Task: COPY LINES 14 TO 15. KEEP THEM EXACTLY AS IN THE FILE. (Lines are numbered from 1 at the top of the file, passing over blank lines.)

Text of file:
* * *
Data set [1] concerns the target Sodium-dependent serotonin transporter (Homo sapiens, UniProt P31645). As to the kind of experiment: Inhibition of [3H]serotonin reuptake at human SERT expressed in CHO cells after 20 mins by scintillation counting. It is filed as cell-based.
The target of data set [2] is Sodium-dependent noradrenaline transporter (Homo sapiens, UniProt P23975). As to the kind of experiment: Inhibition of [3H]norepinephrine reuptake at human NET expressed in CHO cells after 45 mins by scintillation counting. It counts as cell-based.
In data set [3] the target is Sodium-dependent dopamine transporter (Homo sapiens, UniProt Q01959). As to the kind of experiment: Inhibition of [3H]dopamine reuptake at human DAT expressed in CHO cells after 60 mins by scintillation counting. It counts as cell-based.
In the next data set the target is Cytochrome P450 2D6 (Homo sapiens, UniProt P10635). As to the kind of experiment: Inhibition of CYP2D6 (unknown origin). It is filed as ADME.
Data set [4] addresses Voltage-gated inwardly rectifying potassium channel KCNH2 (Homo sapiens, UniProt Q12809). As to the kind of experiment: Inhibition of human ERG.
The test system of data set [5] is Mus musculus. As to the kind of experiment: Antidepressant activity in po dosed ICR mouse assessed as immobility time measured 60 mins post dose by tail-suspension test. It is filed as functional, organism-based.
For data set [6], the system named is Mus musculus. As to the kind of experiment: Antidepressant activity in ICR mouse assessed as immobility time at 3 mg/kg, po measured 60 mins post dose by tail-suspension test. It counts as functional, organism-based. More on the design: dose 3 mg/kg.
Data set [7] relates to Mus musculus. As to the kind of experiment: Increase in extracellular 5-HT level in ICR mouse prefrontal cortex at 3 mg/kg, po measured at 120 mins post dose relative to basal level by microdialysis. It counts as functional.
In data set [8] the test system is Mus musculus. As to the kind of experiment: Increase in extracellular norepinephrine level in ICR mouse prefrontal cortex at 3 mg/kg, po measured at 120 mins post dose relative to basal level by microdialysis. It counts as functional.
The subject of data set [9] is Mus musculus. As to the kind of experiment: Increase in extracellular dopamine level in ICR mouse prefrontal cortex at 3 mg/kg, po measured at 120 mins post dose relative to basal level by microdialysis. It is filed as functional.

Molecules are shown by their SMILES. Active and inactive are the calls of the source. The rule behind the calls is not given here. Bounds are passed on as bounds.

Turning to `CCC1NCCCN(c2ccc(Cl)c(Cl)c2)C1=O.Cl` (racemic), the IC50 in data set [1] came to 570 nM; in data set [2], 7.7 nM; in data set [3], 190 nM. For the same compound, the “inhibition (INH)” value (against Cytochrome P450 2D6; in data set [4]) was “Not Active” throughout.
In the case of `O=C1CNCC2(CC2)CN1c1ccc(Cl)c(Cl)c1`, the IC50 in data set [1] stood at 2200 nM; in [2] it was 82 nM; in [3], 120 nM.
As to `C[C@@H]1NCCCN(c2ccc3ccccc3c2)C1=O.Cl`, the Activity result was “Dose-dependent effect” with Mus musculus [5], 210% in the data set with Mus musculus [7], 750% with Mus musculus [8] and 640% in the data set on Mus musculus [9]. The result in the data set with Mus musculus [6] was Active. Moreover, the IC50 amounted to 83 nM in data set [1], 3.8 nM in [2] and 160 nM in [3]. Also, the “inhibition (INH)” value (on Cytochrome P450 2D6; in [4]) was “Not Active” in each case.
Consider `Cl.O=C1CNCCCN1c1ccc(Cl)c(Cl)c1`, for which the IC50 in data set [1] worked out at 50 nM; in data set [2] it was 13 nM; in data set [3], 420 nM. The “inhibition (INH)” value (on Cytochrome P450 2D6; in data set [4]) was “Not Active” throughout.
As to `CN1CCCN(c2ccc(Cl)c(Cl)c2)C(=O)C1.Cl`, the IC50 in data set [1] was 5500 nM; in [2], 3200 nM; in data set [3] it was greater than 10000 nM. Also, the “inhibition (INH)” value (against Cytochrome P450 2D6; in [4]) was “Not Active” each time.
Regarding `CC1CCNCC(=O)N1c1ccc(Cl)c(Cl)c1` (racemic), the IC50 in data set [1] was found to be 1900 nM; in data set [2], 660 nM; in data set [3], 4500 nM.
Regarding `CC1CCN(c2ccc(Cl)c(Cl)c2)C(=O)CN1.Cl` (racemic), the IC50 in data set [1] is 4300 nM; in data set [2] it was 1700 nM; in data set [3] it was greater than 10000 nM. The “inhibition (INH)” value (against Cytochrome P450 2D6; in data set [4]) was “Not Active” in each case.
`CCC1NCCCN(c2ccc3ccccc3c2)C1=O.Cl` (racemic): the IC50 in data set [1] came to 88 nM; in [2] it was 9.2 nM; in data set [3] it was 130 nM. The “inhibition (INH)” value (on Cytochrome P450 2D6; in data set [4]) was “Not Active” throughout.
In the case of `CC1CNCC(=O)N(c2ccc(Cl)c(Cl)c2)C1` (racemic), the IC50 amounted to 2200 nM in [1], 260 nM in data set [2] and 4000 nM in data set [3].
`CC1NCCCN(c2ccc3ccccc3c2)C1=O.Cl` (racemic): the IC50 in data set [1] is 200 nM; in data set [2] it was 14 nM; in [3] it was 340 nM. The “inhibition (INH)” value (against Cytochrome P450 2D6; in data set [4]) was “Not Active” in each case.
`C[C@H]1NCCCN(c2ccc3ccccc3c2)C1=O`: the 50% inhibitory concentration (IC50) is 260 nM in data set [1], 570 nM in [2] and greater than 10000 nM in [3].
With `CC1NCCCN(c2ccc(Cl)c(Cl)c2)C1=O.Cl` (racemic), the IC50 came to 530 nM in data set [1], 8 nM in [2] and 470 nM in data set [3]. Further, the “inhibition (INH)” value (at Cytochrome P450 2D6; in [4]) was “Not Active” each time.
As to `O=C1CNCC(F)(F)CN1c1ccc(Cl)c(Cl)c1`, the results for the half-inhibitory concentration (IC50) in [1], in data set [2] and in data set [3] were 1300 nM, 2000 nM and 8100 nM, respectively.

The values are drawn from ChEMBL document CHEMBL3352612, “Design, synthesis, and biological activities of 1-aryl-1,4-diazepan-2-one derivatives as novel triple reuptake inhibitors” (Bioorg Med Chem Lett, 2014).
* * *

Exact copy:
As to `C[C@@H]1NCCCN(c2ccc3ccccc3c2)C1=O.Cl`, the Activity result was “Dose-dependent effect” with Mus musculus [5], 210% in the data set with Mus musculus [7], 750% with Mus musculus [8] and 640% in the data set on Mus musculus [9]. The result in the data set with Mus musculus [6] was Active. Moreover, the IC50 amounted to 83 nM in data set [1], 3.8 nM in [2] and 160 nM in [3]. Also, the “inhibition (INH)” value (on Cytochrome P450 2D6; in [4]) was “Not Active” in each case.
Consider `Cl.O=C1CNCCCN1c1ccc(Cl)c(Cl)c1`, for which the IC50 in data set [1] worked out at 50 nM; in data set [2] it was 13 nM; in data set [3], 420 nM. The “inhibition (INH)” value (on Cytochrome P450 2D6; in data set [4]) was “Not Active” throughout.